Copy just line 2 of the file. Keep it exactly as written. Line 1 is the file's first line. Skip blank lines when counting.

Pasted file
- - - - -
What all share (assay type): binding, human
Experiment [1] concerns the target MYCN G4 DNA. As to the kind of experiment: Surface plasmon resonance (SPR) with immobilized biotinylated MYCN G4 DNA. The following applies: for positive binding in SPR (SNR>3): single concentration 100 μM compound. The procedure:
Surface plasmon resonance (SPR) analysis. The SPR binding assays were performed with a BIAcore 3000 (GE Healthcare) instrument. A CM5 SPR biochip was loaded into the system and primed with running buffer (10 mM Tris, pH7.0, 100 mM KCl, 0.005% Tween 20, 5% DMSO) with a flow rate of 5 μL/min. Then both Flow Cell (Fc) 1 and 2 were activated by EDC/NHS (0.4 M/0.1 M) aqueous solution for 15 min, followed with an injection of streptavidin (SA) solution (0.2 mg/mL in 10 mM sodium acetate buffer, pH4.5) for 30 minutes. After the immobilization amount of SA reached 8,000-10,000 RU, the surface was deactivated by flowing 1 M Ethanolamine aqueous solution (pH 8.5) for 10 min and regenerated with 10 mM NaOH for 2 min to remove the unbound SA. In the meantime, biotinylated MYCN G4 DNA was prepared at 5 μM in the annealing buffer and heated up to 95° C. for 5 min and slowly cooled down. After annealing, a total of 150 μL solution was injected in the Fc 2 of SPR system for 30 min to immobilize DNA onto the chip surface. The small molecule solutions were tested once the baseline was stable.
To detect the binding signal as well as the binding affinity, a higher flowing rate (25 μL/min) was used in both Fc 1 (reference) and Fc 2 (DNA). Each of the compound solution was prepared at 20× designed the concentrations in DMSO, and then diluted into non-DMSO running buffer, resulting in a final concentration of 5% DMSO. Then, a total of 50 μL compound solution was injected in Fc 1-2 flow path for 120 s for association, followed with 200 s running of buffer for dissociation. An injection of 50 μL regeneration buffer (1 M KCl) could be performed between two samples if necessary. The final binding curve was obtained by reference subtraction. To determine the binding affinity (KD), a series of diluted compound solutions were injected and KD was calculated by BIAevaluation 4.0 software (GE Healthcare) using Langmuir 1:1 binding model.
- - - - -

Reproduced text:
Experiment [1] concerns the target MYCN G4 DNA. As to the kind of experiment: Surface plasmon resonance (SPR) with immobilized biotinylated MYCN G4 DNA. The following applies: for positive binding in SPR (SNR>3): single concentration 100 μM compound. The procedure: